Samsung Galaxy E7 Review: Easy Touch: ConclusionBy cheatmaster 11:12 Sun, 15 Aug 2021 Comments
We rather enjoyed our time with the Samsung Galaxy E7. The modest midranger has just the correct amount of smartphone features without going overboard with bloatware. It does so without costing an arm and a leg too, at least by Samsung's standards.
Key to the experience is the 5.5-inch SuperAMOrganic Light-Emitting Diode (OLED) panel, which in accurate Samsung fashion delivers vivid output with practically infinite contrast and quite high brightness. True, it's not FullHD so the pixel density isn't exactly impressive, but it was a compromise to create the budacquire and it's not all that difficult to live with.
Build quality is nice as well, and the phone is pleasant to handle. It's not exactly compact, obviously, being firmly in phablet territory, but you can't have a cake and eat it too.
Battery life should suit you well unless you do a lot of web browsing, which proved to be the battery's weak spot. But then, that's what you'd want to be doing on the Galaxy E7, becautilize its hardware is not exactly top-of-the-line and performance isn't its strong suit.
We acquire to the user interface, which is TouchWiz through and through. That may be enough to sway potential buyers elsewhere, but on the Galaxy E7 it's been stripped of unnecessary features and preinstalled apps have been kept to a minimum.
Lollipop is supposedly on the way, but at this point the E7 comes with KitKat, though with features borrowed from more recent releases. Multi window is one such example, with its implementation coming straight from the Galaxy Note 4 flagship,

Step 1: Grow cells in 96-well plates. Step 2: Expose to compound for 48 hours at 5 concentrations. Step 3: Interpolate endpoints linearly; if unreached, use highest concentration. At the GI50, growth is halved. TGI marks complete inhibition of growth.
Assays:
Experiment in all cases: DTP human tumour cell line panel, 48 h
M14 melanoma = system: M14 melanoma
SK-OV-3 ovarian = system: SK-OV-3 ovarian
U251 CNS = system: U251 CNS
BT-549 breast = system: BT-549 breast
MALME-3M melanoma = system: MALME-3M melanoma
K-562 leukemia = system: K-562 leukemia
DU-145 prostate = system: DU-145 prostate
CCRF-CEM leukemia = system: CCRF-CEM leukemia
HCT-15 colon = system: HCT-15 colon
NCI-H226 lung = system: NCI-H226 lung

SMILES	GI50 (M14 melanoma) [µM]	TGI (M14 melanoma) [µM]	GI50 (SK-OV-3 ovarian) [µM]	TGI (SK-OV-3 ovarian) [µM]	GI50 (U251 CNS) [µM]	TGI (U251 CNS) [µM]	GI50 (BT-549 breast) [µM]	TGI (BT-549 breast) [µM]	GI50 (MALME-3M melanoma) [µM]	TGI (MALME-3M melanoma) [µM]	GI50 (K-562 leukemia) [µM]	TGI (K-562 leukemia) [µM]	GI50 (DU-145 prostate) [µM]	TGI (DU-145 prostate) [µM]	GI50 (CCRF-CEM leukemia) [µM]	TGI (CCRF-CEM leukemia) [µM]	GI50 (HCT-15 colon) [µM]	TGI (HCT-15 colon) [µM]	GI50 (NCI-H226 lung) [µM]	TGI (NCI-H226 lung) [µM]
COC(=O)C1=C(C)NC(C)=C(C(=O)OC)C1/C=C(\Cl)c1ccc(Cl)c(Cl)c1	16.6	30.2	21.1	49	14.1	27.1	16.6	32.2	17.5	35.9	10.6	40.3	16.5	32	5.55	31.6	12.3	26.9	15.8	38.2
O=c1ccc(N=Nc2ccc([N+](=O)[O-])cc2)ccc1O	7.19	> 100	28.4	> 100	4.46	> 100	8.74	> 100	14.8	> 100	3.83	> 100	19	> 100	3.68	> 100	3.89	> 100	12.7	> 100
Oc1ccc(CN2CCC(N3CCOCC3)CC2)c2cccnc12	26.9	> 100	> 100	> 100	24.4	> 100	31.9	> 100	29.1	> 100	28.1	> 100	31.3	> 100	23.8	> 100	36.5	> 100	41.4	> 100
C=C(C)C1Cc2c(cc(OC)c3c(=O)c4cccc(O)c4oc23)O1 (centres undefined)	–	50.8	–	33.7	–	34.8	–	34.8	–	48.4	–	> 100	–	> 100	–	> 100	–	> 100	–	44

- Attractive design poses for a more premium offering, while keeping the Samsung aesthetic
- Super AMOrganic Light-Emitting Diode (OLED) classy screen doesn't disappoint and produces punchy colors, with remarkable viewing angles and sufficient brightness
- Battery life is very good, although web browsing takes a more serious toll on endurance than we would have liked
- Dual-SIM capability is a welcome feature, but you have to choose between a second SIM card or microSD storage expansion
- A simpler version of TouchWiz on top of KitKat works fluidly, Lollipop is assumed to be on the way; Multi-window and pop-up windows add extra productivity on the large screen
- Performance is modest at best, demanding games are out of the question
- Loudspeaker volume came out Average
- Video player has wide video codec support, but no support for multi-channel audio
- Impressive audio output with external amp, fine with headphones
- 13MP capturing camera produces detailed images, with accurate colors and exposure but also limited dynamic range
- 5MP front snapper is fine for selfies
- The 1080p@30fps videos see good, higher frame-rate modes would have been welcome